Bookmarked Whose poo? - The Mammal Society (The Mammal Society)
Mammals can be elusive and sometimes the first clue that they are there isn't the flash of a tail or the flick of an ear poking out of the foliage but a field sign - like poo! Often, finding and identifying the poo you find in your garden or on a walk will be the only way you know that

If I ever get to take the class to the woods again this will be useful.

Replied to Play Scotland on Twitter (Twitter)
“"When children interact with loose parts, they enter a world of “what if” ... Loose parts enhance children’s ability to think imaginatively and see solutions, and they bring a sense of adventure and excitement to children’s play”. (Dale and Beloglovsky) #playeveryday”

Yes, I love it that our playground looks like a building site.

Screenshots of pl@nt app

Pl@ntNet is the world’s best social network is an interesting article and leads to a useful looking app.

Pl@ntNet is a plant identifier that combines algorithmic and social tools to identify plants.

An algorithm matches the digital image against a massive plant database and presents its best guesses as to what type of plant it is. The user who submitted the original image picks from a list of the most likely candidates, and ranks the probability the image is a match on a five-star scale. The community then vets each image, validating the identification or suggesting a new one.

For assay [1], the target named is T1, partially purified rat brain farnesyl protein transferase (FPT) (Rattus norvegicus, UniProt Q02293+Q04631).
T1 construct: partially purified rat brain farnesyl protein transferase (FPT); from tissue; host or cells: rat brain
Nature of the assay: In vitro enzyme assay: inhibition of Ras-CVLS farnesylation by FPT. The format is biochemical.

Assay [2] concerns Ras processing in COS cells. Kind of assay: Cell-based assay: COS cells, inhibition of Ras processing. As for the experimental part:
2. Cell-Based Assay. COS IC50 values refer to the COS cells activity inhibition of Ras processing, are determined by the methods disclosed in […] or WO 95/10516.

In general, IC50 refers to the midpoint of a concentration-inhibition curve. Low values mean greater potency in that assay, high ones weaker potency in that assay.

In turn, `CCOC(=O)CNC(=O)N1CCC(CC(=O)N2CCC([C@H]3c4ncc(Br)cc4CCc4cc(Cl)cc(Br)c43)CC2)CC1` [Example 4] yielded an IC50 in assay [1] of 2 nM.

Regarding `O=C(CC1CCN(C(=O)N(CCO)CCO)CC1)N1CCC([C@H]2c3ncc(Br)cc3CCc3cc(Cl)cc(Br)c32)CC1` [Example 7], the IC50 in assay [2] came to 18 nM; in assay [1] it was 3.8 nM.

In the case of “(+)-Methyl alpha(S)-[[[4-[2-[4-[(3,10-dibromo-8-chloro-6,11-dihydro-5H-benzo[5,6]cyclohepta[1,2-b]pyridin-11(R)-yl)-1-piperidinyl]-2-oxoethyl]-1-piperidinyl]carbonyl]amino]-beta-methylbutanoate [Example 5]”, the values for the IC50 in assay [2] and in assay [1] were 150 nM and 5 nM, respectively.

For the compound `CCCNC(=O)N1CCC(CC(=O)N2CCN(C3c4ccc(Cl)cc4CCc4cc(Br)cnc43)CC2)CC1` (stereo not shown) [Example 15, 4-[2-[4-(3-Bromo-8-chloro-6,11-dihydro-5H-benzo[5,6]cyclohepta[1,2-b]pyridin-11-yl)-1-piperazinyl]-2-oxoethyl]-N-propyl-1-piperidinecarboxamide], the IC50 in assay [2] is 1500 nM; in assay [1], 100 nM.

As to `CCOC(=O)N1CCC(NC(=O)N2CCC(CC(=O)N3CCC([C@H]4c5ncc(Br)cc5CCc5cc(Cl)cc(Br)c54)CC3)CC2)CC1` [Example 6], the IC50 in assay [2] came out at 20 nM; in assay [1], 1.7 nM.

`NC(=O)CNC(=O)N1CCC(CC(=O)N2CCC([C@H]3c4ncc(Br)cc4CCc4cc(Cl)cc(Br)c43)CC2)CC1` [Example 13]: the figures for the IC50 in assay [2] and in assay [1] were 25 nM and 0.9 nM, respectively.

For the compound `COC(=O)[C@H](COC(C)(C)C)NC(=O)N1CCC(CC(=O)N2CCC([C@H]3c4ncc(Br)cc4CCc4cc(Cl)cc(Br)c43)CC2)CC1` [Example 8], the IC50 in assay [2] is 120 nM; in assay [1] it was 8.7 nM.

The post has lots of interesting angles on the possible future of social networks, the indieweb and a nice personal touch. Highly recommended.

Last week I crowd sourced a flower identification, I ran the same image through Pl@ntNet this morning and had confirmation of the conclusion ‘we’ had reached1.

I made a couple more tests on the app and it seems to work really well. My one problem was that submitting photos uses the location you are at at the time of submission, not where I took the image (as far as I can see). Often I want to take a picture and bring it home to identify. I don’t want to give the impression that a Scottish hill flower is at home in Glasgow city! I can of course just id flowers without uploading them but the organisation wants people to add to the collection in the name of citizen science.

I’d recommend the app itself too, it seems to work very well, could be useful for outdoor learning and Pl@ntNet’s practices and principles sound great: open and thoughtful.

fn1. It took me a long time to get to the obvious, Wood Sorrel, as I found them half way up a mountain and couldn’t see the giveaway leaves.